In addition to certain other standards, and if the franchisor doesn’t choose to match the proposed offer to the franchisee, there may also be circumstances where a franchisee can transfer the franchised business to another qualified buyer instead.
It’s important to note that violations of Tennessee’s franchise relationship laws come with consequences such as the entitlement of franchisees to equitable and legal relief for damages, including attorney fees.
Joint Employer Liability and Franchises in Tennessee
While franchisees benefit from the additional rights afforded to them under Tennessee’s franchise relationship laws, the state also provides some important advantages for franchisors when it comes to legal claims.
In support of the franchise business model, Tennessee Code, Title 50, Chapter 1, Section 208 serves to counter earlier Joint Employer Liability determinations made by the National Labor Relations Board (NLRP).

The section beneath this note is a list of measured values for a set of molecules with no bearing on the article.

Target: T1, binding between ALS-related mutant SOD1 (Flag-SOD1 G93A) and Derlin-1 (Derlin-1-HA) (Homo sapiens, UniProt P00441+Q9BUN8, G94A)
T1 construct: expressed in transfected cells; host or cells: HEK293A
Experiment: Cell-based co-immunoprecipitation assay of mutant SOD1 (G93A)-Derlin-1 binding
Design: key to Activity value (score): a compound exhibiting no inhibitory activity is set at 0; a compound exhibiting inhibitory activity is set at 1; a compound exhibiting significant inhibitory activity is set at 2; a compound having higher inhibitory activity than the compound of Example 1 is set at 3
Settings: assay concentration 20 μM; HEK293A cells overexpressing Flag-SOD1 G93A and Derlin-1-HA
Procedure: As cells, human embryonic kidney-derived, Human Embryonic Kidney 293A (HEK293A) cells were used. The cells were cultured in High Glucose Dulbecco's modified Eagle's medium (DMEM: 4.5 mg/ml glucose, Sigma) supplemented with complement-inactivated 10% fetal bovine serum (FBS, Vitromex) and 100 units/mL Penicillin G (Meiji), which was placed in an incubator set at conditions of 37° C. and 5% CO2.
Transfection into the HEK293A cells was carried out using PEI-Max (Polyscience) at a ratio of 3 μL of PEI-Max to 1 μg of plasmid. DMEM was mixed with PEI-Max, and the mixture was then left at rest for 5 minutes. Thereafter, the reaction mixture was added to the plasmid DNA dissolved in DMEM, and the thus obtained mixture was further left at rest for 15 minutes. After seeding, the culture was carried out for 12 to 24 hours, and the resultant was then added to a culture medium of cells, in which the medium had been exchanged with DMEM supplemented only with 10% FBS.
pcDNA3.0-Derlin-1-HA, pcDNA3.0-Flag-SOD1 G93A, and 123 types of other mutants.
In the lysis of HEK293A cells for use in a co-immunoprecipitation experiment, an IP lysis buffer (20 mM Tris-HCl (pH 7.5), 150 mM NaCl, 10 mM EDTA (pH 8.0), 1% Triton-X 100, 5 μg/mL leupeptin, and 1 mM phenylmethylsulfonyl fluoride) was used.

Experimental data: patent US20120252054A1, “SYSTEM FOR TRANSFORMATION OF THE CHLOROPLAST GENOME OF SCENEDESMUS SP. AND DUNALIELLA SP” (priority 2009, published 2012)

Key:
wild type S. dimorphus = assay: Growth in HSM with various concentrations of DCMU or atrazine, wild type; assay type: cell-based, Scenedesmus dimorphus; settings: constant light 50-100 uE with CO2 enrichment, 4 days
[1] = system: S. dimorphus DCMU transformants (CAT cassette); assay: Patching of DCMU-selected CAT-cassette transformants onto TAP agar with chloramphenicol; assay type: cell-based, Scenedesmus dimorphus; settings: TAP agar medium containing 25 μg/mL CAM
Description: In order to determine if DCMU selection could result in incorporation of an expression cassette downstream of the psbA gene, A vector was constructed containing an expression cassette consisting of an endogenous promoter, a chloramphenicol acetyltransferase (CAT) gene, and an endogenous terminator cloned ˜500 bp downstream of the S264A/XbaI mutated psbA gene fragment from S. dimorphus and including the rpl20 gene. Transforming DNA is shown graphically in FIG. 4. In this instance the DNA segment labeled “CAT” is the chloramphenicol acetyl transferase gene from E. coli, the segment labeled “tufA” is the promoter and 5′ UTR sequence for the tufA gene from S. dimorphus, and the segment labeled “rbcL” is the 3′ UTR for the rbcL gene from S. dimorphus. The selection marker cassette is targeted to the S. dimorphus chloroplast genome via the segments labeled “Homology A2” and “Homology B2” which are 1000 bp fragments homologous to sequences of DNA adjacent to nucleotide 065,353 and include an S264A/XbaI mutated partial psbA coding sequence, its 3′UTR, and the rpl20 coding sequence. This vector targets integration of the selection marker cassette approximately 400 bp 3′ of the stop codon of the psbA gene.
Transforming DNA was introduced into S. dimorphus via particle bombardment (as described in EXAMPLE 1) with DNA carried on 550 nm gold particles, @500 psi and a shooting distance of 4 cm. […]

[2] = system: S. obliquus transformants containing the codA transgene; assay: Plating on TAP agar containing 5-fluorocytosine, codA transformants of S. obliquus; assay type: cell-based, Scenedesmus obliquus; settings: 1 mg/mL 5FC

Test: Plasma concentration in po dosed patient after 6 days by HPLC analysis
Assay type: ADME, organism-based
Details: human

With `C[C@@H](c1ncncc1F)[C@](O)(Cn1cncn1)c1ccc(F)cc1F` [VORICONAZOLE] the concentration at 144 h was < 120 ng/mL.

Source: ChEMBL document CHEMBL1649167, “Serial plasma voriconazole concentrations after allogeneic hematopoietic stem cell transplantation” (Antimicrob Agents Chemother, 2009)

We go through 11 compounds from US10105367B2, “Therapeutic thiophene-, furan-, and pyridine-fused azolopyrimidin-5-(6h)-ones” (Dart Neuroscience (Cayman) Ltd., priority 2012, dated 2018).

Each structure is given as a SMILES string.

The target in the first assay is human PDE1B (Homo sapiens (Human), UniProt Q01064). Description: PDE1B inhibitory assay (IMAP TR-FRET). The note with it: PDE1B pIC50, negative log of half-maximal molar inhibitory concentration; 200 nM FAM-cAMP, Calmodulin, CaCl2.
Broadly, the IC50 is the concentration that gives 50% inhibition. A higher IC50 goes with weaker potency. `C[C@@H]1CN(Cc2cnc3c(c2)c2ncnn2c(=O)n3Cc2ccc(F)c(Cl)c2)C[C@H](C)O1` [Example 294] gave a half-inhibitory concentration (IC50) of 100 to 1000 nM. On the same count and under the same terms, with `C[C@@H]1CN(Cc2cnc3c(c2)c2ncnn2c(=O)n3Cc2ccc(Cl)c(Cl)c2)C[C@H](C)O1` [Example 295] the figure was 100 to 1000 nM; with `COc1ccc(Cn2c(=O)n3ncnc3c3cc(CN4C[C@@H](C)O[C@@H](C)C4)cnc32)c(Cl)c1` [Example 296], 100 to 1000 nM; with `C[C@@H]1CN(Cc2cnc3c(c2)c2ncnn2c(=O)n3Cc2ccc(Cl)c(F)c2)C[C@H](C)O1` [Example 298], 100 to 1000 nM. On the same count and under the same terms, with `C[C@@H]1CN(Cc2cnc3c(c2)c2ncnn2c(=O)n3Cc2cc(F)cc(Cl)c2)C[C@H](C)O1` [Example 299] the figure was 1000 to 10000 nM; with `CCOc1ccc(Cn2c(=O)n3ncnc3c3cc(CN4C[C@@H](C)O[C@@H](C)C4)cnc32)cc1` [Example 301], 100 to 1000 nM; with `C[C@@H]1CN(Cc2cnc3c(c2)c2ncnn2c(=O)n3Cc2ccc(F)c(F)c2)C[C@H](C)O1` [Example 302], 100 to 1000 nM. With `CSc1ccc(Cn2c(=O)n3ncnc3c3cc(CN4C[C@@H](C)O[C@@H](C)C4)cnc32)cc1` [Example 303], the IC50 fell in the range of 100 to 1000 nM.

Signed into law in 2015 by Gov. Bill Haslam, Tennessee’s joint employer liability shield disclaims employment relationships between franchisors and franchisees or employees of franchisees. This shield legally protects franchisors from being held responsible for the activities of franchisees in employment claims filed against the franchisee. The law states:
(a) Notwithstanding any voluntary agreement entered into between the United States department of labor and a franchisee, neither a franchisee nor a franchisee’s employee shall be deemed to be an employee of the franchisor for any purpose.
(b) For purposes of this section “franchisee” and “franchisor” have the same definitions as set out in 16 CFR 436.1
“The Tennessee Joint Employer Liability shield is smart pro-business legislation that helps shield franchisors from joint-employer claims. This law protects franchisors in Tennessee and helps to shield them from employment claims arising between a franchisee and its employees,” Internicola says.
To learn more about Tennessee’s franchise laws and regulations, visit the Tennessee State Government website. You can also check out our interactive franchise registration map to read about franchise laws and regulations in all 50 states.